My experience working in an orphanage in Jirapa, Ghana with ‘Simons Mango Tree charity.’
I’m not entirely sure that anyone or anything could have prepared me for the heartache I was about to experience. The orphanage is managed by retired nuns, alongside a few local workers who all work extremely long days. Their jobs are to change and feed the babies and children. They also prepare and cook the children’s food as well as clean and wash their clothing.
There were 17 babies and children living in the orphanage on my arrival. Only one of the workers were present with the Sister, who was occupied on the phone chasing the relevant department regarding health and safety issues with the building.
All but four of the children are aged under three years. The four children are fortunate enough to attend a local kindergarten Monday to Friday. The remaining children are all under three years old, (the youngest were 3 month old twins).
Sadly, these children get little interaction and stimulation. They are withdrawn and both physically and emotionally neglected. The workers do their very best but the physical demands of caring for 17 children and babies makes it difficult to attend to all of their needs. Looking after such young children requires constant attention but the orphanage is quite simply understaffed.
When I arrived at the orphanage on most visits, I’d find the children in their own urine and faeces. The majority of them had blank expressions on their face and others I’d find rocking in attempt to self-sooth. The young babies can’t always be attended to when they cry and were left in their cots the majority of the day.
I spent my time there washing, changing and stimulating the babies and children through communication, song and play. I bathed them, ensured they wore clean nappies and wiped their runny little noses. I tried to nurture them.
I remember showing the children how to build a tower with blocks. They couldn’t even grasp the concept at first as play was something so unfamiliar to them. After a short while they picked it up and began building their towers. It was a delight seeing their little brains and hand-eye coordination getting to work.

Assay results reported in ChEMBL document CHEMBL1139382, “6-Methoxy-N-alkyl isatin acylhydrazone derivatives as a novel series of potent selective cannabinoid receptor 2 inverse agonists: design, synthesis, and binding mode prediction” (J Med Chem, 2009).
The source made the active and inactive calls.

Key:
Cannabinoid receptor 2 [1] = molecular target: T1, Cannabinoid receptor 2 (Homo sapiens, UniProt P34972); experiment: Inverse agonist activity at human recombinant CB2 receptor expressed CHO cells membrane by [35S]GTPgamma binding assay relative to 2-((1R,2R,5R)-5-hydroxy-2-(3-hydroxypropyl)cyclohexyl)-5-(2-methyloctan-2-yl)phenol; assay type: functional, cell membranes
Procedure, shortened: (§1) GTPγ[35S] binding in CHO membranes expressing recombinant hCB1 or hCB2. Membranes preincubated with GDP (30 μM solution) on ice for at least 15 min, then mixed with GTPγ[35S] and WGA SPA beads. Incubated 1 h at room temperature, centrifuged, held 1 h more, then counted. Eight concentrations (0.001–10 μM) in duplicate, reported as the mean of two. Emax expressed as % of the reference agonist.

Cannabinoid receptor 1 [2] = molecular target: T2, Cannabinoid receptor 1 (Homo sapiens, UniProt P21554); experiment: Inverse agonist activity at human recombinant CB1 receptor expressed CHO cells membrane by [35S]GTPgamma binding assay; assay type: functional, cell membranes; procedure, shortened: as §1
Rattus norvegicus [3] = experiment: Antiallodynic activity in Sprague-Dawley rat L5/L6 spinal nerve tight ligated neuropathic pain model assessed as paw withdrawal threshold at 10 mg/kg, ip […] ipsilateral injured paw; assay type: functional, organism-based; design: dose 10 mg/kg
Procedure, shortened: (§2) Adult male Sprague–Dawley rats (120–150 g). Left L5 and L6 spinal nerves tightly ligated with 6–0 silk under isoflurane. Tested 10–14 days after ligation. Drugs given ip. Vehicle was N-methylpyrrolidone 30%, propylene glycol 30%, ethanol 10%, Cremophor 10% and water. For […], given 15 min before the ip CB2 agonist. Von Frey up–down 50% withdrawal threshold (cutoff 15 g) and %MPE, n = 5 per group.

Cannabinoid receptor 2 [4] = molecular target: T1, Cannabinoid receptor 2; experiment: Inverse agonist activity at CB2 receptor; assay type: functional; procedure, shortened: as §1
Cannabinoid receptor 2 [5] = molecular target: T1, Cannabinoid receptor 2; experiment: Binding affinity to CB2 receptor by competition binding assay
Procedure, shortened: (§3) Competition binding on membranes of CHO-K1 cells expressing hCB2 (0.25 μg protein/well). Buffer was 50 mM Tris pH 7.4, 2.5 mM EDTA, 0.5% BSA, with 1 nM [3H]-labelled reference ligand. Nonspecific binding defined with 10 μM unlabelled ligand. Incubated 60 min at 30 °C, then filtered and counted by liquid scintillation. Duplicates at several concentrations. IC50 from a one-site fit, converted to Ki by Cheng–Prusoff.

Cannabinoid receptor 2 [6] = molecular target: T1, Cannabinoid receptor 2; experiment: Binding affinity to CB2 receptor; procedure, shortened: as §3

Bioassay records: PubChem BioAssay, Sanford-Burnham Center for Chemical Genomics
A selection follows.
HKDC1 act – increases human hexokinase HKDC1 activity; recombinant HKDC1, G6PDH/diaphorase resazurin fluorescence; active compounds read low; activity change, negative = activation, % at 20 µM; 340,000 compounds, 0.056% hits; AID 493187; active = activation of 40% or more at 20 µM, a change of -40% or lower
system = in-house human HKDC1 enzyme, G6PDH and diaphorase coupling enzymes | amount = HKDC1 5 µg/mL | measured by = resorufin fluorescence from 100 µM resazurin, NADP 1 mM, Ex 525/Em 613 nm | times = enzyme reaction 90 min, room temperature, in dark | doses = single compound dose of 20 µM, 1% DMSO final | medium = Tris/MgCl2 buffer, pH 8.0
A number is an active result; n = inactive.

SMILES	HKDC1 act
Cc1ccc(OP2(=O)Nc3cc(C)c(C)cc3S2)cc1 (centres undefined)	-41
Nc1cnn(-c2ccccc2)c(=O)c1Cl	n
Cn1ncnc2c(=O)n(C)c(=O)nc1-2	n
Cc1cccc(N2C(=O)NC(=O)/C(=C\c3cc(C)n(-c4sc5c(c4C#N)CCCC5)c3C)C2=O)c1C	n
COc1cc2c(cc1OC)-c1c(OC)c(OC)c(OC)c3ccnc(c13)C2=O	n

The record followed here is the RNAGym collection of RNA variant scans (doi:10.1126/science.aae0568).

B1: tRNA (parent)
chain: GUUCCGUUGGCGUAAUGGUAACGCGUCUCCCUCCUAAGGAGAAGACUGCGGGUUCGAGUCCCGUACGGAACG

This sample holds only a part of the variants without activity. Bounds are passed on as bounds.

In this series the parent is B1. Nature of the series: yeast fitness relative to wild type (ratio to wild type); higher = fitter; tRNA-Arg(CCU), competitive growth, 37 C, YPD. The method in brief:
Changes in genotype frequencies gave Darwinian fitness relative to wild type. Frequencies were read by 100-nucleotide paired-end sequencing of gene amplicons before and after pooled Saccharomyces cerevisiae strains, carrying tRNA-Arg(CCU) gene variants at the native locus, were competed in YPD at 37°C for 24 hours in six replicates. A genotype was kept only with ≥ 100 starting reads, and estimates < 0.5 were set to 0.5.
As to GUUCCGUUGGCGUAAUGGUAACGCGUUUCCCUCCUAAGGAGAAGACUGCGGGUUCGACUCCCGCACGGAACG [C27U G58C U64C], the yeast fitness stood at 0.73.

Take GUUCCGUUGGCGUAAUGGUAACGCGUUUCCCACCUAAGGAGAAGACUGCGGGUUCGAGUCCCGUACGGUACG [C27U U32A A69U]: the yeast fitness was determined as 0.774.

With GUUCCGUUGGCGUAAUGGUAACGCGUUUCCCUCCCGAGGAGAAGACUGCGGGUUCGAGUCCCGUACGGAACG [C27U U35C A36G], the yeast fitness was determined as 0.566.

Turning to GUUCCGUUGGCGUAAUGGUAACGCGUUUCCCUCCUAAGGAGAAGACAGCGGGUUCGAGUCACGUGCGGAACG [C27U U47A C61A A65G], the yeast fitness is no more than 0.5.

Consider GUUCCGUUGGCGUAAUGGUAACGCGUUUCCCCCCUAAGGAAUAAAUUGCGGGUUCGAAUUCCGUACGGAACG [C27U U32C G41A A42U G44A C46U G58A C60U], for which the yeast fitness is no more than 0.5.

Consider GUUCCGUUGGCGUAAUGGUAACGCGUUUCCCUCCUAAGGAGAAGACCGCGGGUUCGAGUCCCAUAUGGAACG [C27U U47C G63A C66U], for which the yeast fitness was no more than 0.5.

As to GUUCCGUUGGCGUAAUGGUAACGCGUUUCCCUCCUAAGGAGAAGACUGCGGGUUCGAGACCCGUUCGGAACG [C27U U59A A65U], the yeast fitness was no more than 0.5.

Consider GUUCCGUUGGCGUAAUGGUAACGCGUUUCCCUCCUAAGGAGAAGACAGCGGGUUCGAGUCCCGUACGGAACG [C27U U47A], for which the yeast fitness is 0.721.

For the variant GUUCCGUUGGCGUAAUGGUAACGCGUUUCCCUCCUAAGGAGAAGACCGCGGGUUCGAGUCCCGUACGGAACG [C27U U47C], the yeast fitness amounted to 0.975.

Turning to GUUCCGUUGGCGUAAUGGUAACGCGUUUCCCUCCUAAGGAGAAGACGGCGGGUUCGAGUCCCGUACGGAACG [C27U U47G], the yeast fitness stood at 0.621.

Extensive documented research confirms that the first three years of a child’s life is the most sensitive period for brain development. The experiences a child has during this time will shape the brain and build the connections that allows them to develop lifelong skills such as problem solving, communication, self-control and relationship building. These are our basic survival skills.
These children need at least two workers who will spend each day dedicated to caring for them, interacting with them and stimulating their minds. This is no substitution for a loving family or community even, however the nurturing will encourage healthy development which will always be better than nothing.
I have studied and worked in the Early Years for over 15 years now. No words can describe my experience in this orphanage. I honestly wish I could have brought those little babies home with me and giving them the love and care I feel all children deserve.
I would like to raise funding to employ two extra workers in the orphanage who will engage with the children and attend to their needs. It will cost only £40 per month to employ these two workers. Any extra money raised will go towards nappies and milk which are both very expensive to buy In Ghana as they are imported. I’ve remained in direct contact with the Sister who runs the orphanage since returning to the U.K. Both myself and the charity Simons Mango Tree will continue to do our best to support these deprived, innocent children within the orphanage. Raising money for this plausible cause is just the beginning of my journey.
Simon's Mango Tree (formally N-GHASaid) is a charity which was set up in 2011 by staff in the anaesthetic department of Northwick Park Hospital in London, England. The charity focuses on providing aid to the North West region of Ghana, in particular to the towns of Jirapa and the village of Guo.
The aims of Simon's Mango Tree are to provide:
- Medical equipment and education to hospitals.
- Equipment, financial and educational support to schools.
- Humanitarian aid to villages and orphanages.
- Education in self-sustainability.
The ethos of the charity is to forge links between individuals in Ghana and the UK ensuring our projects are targeted to the needs of the local communities. They are completely guided by the people we are trying to help.
They also strive to establish self sustainability amongst the communities that they give aid to.
The projects that they are currently focused on are:
St. Joseph’s Hospital in Jirapa, Upper West Region, Ghana
Guo Kindergarten, Primary, Junior & Senior Schools
St. Joseph Orphanage in Jirapa
Humanitarian aid primarily for villages in North West Ghana
For more info on Simons Mango Tree please visit http://www.simonsmangotree.org/
Thank you for taking the time to read this and thank you for any donation you so kindly contribute.
Love and Blessings